The Importance of Self-Care and Why Women Need To Be A Little Selfish

The Importance of Self-Care and Why Women Need To Be A Little Selfish

By: Marita Pompeani, MSSA, LISW-S, ACHT • Posted on August 10, 2023

At various times in our lives, most of us have experienced the steady drip, drip, drip of stressful events until they get to the point of overwhelm and we are facing extremely painful situations. Women, often involved in numerous care-giving roles, regularly overlook their own wellness needs.

Chronic Stress

Compared to men, women are more likely to report a higher incidence of stress-related physical and mental health conditions. When left unaddressed, chronic stress increases the risk for:

  • Anxiety and depression
  • Migraines
  • Chronic pain
  • Obesity
  • High blood pressure
  • Heart disease
  • Stroke
  • Weaker immune system
  • Chronic disease
  • Memory and concentration

In addition, chronic stress in women can cause problems with menstruation and difficulty getting pregnant.

What Is Self-Care?

A frequently promoted form of stress relief is self-care. Many descriptions of self-care dominate articles and headlines, often with various lists of self-care activities like a trip to the beauty shop, nail salon or shopping mall.

According to the World Health Organization, self-care is the ability to promote health, prevent disease, maintain health and cope with illness and disability. Basically, self-care is anything you do to keep yourself healthy physically, emotionally, spiritually and intellectually.

Engaging in a self-care routine has been clinically proven to reduce or eliminate many stress responses, including:

  • anxiety and depression
  • poor concentration
  • frustration and anger

In addition, self-care can increase happiness, positive connections with ourselves and others and improve our energy levels. From a physical health perspective, self-care has been clinically proven to reduce heart disease, stroke and cancer.

Soft belly breathing

One of the best ways to reduce physical tension is soft belly breathing. Breathing in through the nose and out through the mouth, you expand your belly on the inhale and contract it on the exhale. With practice, this has been found to be one of the most effective ways of managing stress. When your body is fully relaxed, it is impossible to feel stressed.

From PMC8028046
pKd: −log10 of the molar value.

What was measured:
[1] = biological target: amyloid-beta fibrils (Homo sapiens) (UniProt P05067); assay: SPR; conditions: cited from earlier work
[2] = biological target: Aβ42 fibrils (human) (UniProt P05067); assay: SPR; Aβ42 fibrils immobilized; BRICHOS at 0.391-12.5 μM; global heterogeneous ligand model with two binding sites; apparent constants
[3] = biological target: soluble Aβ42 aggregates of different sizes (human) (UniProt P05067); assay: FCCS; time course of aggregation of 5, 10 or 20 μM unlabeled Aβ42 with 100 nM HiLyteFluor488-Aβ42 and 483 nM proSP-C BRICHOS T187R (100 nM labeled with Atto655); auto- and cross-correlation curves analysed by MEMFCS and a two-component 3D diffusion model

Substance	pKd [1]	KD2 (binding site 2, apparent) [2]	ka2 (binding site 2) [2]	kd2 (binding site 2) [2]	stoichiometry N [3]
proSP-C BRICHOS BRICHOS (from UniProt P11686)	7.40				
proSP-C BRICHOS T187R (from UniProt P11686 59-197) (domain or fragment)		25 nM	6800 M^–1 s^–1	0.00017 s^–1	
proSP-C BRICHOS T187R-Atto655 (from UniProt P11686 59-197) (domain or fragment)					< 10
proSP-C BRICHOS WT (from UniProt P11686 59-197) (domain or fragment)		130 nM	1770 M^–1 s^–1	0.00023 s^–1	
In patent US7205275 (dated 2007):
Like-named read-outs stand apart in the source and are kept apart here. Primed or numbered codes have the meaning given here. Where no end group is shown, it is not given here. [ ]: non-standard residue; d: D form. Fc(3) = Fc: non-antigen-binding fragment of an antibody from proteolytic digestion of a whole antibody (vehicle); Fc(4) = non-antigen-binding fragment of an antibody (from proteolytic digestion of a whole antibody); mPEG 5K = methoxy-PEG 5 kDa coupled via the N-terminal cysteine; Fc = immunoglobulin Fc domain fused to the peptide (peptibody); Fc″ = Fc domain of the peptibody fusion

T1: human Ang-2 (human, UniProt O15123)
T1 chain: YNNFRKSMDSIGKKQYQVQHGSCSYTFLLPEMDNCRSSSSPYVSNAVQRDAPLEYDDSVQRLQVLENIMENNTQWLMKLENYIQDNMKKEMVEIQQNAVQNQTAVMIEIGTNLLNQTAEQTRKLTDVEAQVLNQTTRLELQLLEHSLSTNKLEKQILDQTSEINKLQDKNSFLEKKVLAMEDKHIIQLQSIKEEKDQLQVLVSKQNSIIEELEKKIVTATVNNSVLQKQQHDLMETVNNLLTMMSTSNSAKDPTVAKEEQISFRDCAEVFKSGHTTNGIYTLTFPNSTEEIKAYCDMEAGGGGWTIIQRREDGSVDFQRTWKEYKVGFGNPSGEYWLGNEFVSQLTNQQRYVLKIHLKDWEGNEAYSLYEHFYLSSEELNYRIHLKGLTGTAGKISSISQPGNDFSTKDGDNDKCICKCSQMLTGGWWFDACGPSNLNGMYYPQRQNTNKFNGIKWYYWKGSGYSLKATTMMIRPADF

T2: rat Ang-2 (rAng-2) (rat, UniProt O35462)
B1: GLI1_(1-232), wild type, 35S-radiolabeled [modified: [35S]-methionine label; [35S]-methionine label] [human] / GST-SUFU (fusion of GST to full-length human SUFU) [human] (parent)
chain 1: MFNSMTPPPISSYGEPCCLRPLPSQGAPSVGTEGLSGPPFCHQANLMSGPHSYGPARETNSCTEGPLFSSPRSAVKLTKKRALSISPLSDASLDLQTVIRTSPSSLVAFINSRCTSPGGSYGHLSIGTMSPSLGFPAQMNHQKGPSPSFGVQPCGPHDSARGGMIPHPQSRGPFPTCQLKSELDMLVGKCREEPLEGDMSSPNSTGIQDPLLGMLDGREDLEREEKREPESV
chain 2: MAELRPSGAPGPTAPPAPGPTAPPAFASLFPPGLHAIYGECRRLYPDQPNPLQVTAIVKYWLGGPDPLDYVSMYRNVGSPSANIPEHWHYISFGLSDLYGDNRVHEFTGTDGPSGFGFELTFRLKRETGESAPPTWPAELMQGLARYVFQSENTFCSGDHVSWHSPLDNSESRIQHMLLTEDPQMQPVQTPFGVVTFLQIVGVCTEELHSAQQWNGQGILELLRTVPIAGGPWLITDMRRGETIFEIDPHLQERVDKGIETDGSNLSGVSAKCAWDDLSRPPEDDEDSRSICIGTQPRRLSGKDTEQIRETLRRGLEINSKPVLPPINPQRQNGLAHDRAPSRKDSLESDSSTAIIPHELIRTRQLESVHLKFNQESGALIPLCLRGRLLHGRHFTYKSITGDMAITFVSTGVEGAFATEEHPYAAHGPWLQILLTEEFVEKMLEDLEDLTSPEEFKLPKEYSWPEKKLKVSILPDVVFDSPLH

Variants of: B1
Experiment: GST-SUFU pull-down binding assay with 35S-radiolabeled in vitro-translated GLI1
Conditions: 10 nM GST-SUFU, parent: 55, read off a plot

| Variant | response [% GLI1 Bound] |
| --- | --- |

Nurturing our inner self

Sometimes we need to embrace a form of self-care that involves the discovery and nurturing of our wise inner self. This form of self-care produces a deeper, longer lasting sense of peace that can carry us through difficult times. Psychologist and author Tara Brach suggests we use our innate nurturing tendency to “befriend and attend" to our inner turmoil. By pausing and bringing a “gentle, mindful awareness” to our stress response, we are enabled to “rediscover our belonging to presence, love and life.”

Quiet personal time

Creating quiet personal time helps us discover and develop the following personal resources which help in the discovery of solutions and the strength to endure difficult times:


Focus on all that is going well, noting your progress and gaining the awareness of how a situation could be worse.


Expressing gratitude increases optimism, positive relationships with self and others.


Observing your thoughts, emotions and interactions provides insight and promotes new, healthy thoughts and behavior patterns.

Be open to trying new ways to manage your stress and find methods that are best for you. Most importantly, as you care for others, remember to take care of yourself!

Be Strong, Be Healthy, Be in Charge!
Marita Pompeani, MSSA, LISW-S, ACHT

About Marita Pompeani, MSSA, LISW-S, ACHT

As a Clinical Social Worker, Marita Pompeani has worked with children, adolescents and adults from diverse backgrounds in a variety of treatment settings for 40 years. She is a Holistic Psychotherapist in the Center for Integrative and Lifestyle Medicine. Using a variety of treatment approaches, including Cognitive Behavioral and Mind-Body therapies, she assists patients in the development of personal tools to manage different types of stress, resolve conflict, navigate transitions and major life changes, heal from trauma and address common problems.

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